An Etymological Dictionary of Astronomy and Astrophysics

فرهنگ ریشه شناختی اخترشناسی-اخترفیزیک

M. Heydari-Malayeri    -    Paris Observatory



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Number of Results: 737
dust feature
  آرنگ ِ غبار   
ârang-e qobâr

Fr.: marque de poussière, signature de ~, motif spectral de ~   

An emission or absorption mark in the spectrum of an astronomical object, the origin of which is attributed to the presence of dust in the object or on the line of sight.

dust; → feature.

dust grain
  دانه‌ی ِ غبار   
dâne-ye qobâr (#)

Fr.: grains de poussière   

A small, solid flake of → graphite and/or → silicates coated with water ice, found in the → interstellar medium or the → interplanetary medium. Dust grains are irregularly shaped with sizes from microns to Angstroms (→ very small grain; → big grain; → PAH). It is believed that the dust is mainly formed in the cool outer layers of → red giants and dispersed in the interstellar medium. In dense environments, such as → molecular clouds and around → protostars, dust grains grow due to collisions (→ grain growth). Therefore, dust grains in → protostellar disks should be larger than interstellar grains. Dust grains absorb and scatter optical and ultraviolet light and re-radiate in infrared (→ dust emission). Dust acts as a catalyst in the interstellar medium, because molecules form via reactions on the surface of dust grains.

dust; → grain.

dust lane
  باریکه‌ی ِ غبار   
bârike-ye qobâr

Fr.: bande de poussière   

A narrow, elongated structure of absorbing matter seen running over extended emission objects such as nebulae and galaxies.

dust; lane, from O.E. lane, lanu "narrow hedged-in road," cf. Du. laan "lane," O.N. lön "row of houses," of unknown origin.

Bâriké "a narrow thing," from bârik "narrow," from Mid.Pers. bārīk "narrow," Av. bāra-, as in tiži.bāra- "sharp-edged," from brāy- "to cut," Mod.Pers. bor-, boridan "to cut;" qobârdust.

dust model
  مدل ِ غبار   
model-e qobâr

Fr.: modèle de poussière   

A model of → dust grains conceived to describe the observed → interstellar extinction properties. It is characterized by the abundance of the different → chemical elements locked up in the dust, and by the → composition, → morphology, and → size distribution of its individual grains. For example, → MRN dust model.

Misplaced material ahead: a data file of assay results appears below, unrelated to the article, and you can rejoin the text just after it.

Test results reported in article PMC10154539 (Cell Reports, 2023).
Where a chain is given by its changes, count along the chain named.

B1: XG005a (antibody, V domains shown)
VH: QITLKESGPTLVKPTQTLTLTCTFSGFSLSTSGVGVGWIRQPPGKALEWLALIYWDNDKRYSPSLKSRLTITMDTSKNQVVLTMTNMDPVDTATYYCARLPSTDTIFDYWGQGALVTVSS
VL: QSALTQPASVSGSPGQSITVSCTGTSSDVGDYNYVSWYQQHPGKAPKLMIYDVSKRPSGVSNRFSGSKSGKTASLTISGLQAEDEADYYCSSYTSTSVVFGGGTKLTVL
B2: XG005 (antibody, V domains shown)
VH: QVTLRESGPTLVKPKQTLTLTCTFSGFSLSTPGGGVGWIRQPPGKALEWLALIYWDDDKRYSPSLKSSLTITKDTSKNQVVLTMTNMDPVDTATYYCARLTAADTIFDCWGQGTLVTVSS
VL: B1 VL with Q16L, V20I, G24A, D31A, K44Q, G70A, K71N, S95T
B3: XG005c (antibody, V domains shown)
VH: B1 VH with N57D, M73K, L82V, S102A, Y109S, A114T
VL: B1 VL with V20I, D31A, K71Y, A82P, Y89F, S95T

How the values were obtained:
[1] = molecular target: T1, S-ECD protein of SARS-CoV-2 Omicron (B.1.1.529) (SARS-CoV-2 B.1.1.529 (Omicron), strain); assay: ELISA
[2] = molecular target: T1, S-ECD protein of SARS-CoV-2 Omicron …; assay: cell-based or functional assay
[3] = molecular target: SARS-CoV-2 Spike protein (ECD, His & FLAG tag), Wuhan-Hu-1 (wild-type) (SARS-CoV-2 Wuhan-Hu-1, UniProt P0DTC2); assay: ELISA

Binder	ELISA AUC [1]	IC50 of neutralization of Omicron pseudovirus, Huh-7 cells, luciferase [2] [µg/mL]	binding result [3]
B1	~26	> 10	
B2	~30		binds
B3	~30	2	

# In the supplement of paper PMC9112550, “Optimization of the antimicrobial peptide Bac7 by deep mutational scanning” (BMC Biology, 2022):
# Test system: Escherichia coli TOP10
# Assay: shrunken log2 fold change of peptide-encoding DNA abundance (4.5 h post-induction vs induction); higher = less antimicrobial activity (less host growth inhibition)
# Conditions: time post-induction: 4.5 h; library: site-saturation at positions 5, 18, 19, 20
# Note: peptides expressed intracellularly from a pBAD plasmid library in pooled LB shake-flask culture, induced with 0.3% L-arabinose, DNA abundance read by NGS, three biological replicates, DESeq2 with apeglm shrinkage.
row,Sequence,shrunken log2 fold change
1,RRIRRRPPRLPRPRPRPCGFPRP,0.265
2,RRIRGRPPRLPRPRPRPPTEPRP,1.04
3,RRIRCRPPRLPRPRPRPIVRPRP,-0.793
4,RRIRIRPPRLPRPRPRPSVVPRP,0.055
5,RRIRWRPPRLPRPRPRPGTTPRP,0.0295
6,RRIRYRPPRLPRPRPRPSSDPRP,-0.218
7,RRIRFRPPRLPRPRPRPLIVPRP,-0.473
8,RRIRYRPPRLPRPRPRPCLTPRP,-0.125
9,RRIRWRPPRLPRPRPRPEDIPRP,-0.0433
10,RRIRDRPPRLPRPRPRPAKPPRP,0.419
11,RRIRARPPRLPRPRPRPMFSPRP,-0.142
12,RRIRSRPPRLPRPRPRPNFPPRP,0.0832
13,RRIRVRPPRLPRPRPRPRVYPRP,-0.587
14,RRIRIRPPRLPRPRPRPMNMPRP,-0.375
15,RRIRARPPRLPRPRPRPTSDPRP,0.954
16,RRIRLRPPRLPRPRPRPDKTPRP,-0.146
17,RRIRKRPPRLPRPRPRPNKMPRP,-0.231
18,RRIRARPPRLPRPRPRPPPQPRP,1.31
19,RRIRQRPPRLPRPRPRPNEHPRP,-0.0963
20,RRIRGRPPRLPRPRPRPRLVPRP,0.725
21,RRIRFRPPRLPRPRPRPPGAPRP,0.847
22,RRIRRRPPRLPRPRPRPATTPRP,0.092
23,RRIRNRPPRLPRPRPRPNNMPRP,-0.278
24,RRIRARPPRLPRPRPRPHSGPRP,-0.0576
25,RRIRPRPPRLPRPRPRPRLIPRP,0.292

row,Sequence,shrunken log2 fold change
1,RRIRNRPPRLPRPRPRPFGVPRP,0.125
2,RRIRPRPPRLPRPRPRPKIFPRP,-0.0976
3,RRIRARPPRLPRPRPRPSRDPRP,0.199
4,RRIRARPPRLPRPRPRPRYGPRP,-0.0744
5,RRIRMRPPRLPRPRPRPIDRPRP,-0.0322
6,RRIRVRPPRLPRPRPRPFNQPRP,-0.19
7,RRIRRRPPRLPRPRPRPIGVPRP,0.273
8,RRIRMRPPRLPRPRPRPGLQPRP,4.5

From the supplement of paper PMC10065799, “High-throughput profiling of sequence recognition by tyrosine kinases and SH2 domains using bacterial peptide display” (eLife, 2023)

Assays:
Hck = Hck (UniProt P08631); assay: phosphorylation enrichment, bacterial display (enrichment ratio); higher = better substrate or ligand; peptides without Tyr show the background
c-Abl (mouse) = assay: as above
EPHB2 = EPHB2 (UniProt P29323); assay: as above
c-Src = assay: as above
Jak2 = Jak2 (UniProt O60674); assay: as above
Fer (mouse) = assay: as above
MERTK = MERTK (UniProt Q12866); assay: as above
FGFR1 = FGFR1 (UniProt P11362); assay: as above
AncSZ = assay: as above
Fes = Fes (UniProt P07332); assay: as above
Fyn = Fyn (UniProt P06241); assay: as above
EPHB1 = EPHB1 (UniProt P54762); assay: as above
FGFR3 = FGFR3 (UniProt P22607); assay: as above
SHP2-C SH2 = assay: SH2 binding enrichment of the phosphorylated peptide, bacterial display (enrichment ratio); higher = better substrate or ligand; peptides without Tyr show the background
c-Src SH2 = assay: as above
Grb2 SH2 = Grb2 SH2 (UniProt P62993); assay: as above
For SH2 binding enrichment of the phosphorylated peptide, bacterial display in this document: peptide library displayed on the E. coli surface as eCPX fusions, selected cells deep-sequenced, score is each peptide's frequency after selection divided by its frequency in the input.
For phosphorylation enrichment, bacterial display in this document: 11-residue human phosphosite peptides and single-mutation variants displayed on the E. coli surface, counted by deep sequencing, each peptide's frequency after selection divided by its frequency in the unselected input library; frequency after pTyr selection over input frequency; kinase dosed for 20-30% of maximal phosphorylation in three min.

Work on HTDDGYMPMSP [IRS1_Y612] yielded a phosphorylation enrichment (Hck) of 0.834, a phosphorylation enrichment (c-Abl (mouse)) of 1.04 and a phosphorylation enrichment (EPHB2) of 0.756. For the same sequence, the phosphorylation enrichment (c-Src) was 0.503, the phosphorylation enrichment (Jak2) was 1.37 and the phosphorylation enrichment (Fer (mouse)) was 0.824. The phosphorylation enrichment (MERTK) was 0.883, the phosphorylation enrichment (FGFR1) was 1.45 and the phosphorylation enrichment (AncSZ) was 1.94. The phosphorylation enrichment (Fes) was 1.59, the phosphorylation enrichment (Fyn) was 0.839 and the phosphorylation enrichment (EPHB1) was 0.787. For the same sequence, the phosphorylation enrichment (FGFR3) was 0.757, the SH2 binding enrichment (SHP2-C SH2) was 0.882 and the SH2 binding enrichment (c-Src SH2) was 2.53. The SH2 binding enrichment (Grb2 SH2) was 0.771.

dust; → model.

dust obscuration
  تیره‌شد پت غبار   
tirešod pat qobâr

Fr.: obscurcissement par la poussière   

The → absorption of → electromagnetic radiation from an astrophysical object by → dust grains associated with that object.

dust; → obscuration.

Tiregi, → obscuration, pat, → by; qobâr, → dust.

dust scattering
  پراکنش ِ غباری، ~ پت غبار   
parâkaneš-e qobâri, ~ pat qobâr

Fr.: diffusion par la poussière   

The scattering of → photons by → dust grains.

dust; → scattering.

dust settling
  نیاشش ِ غبار   
niyâšeš-e qobâr

Fr.: dépose de poussières   

A process occurring in → protoplanetary disks whereby relatively large → dust grains settle to the disk midplane. These grains, with sizes from → micron to → millimeter, grow from smaller dust grains and will eventually give rise to a planetary system.

dust; → settling.

dust storm

Fr.: tempête de poussière   

An unusual, frequently severe weather condition characterized by strong winds and dust-filled air over an extensive area. See also → dust devil, → dust whirl.

dust; → storm.

dust tail
  دنباله‌ی ِ غباری   
donbâle-ye qobâri (#)

Fr.: queue de poussière   

The tail of a → comet which is caused by → solar radiation pressure forcing the dust particles away from the → coma in a curved arch. Also called a → Type II tail.